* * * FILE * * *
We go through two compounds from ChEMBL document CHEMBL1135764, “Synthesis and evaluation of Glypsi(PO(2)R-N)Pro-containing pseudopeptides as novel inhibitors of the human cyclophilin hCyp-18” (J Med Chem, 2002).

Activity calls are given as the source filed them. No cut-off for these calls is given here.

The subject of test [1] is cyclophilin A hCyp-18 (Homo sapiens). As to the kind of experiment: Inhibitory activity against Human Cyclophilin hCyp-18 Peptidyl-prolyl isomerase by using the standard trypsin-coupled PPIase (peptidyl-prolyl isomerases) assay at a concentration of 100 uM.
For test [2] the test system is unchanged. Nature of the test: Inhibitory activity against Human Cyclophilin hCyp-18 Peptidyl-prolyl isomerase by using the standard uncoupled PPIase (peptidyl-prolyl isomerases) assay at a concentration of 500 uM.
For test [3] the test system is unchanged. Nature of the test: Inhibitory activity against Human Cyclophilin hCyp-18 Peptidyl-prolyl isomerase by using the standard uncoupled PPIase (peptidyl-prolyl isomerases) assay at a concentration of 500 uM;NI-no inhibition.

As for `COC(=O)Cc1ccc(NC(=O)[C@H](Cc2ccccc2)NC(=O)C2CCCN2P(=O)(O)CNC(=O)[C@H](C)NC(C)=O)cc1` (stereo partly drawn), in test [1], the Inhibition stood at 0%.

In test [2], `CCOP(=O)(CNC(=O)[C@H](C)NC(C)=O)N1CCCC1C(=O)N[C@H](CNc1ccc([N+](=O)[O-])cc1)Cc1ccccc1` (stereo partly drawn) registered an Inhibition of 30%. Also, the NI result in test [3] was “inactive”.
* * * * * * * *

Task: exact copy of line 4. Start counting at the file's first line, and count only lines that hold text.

For test [2] the test system is unchanged. Nature of the test: Inhibitory activity against Human Cyclophilin hCyp-18 Peptidyl-prolyl isomerase by using the standard uncoupled PPIase (peptidyl-prolyl isomerases) assay at a concentration of 500 uM.